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ion in the Covenanting States forming part of the said United State had jurisdiction. (b) This Act shall apply to all Criminal and Civil Proceedings including those under testamentary, intestate, matrimonial, divorce and insolvency jurisdiction, pending in the Courts in any State on the (late on which the State is included in the United State and to such proceedings, arising in the said States,after those dates. S.25. Special appeal shall lie to the Full Bench of the High Court from :- (1) a dec .....

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r it did not go into the merits of the appellant s case. It appears that another Full Bench of the High Court consisting of three Judges had held on an earlier occasion that s. 25 did not apply where the Divisional Bench had delivered its judgment before the Act had come into force and no appeal Jay from such a judgment under this section. That view was endorsed by the judgment of the later Full Bench which however was larger consisting of five Judges. In the present appeal to this Court, the co .....

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ng and therefore his appeal was competent. The High Court does not appear to have held that that proceeding was not of any of the kinds mentioned in s. 2(b) and it seems to us that it was of one of these kinds. Section 2(b) mentions two kinds of proceedings, namely, first those pending in the Courts in any State on the date on which that State was included in the United, State and secondly those which arose in the States after those dates. Now the proceeding in which the Divisional Bench pronoun .....

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difference for an appeal being only a continuation of the proceedings in a suit, the proceedings must be deemed to have been pending all along since the filing of the suit and therefore on the date when Indore was included in the United State though the appeal was filed later. Dinonath Ghose v. Shama Bibi (1900) I.L.R. 28 Cal. 23) to which we were referred would seem to support the appellant s contention. In any case it seems beyond doubt that the appeal in which the judgment of the Divisional B .....

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erein after such inclusion. So to understand these would result in this part of s. 2(b) being rendered nugatory. We do not think,. however such a result is inevitable. These words can well be taken to refer to a proceeding arising in the areas of an erstwhile Princely State subsequently included in the United State. We think that to be the proper meaning to be given to these words. So understood the appeal in which the judgment of the Divisional Bench, dated December 2, 1948, was given was a pro .....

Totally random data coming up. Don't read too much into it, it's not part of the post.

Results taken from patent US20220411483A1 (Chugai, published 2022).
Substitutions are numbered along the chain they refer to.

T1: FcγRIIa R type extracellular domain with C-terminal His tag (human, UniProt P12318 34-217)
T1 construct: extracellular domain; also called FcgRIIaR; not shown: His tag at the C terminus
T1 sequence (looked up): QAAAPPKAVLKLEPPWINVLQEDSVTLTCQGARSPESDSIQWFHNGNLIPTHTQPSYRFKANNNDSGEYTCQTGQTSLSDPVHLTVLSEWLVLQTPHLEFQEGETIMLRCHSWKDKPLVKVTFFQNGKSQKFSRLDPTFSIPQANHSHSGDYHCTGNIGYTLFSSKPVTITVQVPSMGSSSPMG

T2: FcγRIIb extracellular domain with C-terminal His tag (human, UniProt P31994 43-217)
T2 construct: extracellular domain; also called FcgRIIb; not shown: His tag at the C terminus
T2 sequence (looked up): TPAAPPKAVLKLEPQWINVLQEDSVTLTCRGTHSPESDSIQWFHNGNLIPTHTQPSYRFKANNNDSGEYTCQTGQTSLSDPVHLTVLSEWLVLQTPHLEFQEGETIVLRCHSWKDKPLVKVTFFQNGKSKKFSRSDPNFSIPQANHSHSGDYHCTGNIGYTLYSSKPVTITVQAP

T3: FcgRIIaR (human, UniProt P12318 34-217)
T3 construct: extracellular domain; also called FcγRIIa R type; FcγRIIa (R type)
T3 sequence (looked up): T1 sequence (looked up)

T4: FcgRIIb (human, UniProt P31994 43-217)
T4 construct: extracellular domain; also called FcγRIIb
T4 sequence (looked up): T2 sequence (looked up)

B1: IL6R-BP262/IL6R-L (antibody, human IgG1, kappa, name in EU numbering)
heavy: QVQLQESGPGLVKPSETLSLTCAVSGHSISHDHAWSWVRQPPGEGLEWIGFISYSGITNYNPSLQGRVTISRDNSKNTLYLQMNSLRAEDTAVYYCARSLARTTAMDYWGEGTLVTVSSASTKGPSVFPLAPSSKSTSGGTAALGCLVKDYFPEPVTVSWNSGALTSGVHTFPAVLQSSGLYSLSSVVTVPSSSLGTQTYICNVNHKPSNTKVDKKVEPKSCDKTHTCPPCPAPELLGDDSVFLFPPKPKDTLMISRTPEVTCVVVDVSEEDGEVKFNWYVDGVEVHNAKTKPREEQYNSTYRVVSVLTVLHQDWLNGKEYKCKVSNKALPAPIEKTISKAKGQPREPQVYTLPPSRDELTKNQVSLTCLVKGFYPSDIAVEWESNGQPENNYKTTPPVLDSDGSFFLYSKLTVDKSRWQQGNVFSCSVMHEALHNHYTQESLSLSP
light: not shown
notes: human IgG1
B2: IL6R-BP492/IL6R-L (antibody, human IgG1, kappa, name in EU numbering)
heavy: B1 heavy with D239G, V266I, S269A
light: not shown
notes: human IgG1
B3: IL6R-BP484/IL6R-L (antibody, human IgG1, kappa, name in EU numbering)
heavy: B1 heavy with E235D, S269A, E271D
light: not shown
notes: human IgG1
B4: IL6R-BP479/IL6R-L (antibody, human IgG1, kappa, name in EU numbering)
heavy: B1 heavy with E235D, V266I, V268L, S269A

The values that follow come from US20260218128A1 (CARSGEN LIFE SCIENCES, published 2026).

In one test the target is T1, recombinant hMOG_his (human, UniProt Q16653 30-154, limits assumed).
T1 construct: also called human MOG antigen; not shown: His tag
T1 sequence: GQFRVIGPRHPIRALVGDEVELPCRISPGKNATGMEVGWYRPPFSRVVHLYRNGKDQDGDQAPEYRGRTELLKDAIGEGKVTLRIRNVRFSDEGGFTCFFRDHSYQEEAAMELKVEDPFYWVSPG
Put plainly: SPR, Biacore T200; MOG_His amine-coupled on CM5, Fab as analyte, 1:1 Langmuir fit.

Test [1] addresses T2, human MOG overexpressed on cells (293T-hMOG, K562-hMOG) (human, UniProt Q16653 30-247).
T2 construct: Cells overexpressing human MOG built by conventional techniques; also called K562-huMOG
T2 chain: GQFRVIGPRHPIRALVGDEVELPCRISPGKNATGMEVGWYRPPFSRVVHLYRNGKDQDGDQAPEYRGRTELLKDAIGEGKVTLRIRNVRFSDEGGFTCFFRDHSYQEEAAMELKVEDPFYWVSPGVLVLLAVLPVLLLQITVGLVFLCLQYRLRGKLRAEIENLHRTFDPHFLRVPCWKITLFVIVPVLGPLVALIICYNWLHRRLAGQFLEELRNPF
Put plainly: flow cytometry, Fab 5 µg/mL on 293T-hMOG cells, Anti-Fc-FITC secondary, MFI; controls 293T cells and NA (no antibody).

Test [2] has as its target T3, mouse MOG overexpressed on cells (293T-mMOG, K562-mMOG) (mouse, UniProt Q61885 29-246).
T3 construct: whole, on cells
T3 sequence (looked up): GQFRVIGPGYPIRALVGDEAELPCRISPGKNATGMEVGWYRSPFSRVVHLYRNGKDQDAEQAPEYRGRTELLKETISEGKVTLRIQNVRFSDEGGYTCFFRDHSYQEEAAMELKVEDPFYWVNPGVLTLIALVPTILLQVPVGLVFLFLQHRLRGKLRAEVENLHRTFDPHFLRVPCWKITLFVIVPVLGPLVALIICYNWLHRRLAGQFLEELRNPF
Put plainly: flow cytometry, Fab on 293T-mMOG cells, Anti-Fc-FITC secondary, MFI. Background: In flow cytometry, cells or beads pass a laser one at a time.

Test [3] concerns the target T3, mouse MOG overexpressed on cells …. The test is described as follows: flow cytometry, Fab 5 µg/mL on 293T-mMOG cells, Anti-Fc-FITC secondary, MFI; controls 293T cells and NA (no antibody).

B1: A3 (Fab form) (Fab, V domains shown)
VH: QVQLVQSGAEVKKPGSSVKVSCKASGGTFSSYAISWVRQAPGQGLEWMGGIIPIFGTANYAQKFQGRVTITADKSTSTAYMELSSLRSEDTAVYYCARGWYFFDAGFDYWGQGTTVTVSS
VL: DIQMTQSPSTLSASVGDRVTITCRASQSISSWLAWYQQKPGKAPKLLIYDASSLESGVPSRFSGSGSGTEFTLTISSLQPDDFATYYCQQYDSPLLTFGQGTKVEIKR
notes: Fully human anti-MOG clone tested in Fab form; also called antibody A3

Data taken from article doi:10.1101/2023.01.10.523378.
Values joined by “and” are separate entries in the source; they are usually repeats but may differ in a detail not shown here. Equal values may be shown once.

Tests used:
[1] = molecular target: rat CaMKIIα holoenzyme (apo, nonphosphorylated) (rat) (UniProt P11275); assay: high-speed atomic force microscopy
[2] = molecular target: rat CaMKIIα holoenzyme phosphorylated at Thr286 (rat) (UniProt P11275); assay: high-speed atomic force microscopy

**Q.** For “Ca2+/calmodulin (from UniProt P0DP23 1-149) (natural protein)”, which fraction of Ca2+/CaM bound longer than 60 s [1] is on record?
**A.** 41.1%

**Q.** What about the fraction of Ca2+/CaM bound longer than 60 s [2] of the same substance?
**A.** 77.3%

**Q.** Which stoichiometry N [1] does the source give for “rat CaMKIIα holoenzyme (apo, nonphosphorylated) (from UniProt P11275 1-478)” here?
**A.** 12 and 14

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iew would appear broadly to be these: To accede to the appellant s contention a retrospective operation would have to be given to the Act and thereby affect the right vested in the respondents at the date of the passing of the Act to the finality of the judgment of the Divisional Bench delivered before that date; the rules of construction of a statute required that only such retrospective operation should be given to it as its language compelled; there was no such language used in s. 2(b), which .....

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. It may be conceded that the judgment of the Divisional Bench was final under the law as it stood at the date it was passed and no appeal lay from it before the Act came into force. The respondents had therefore at the date of the Act a vested right to the finality of this judgment. It is also clear that a right to the finality of a judgment is a substantive right and that the acceptance of the appellant s contention would result in depriving the respondents of such a right. The only question i .....

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ve retrospective operation is only applicable where it is doubtful from the language used whether or not, it was intended to have such operation. Where the language of a statute plainly gives it a retrospective operation, the rule has no application, for, " Of course, it is obviously competent for the Legislature, if it pleases, in its wisdom to make the provisions of an Act of Parliament retrospective ": Smith v. Callander (1901) A.C. 297). We may usefully read here what Bowen L. J. s .....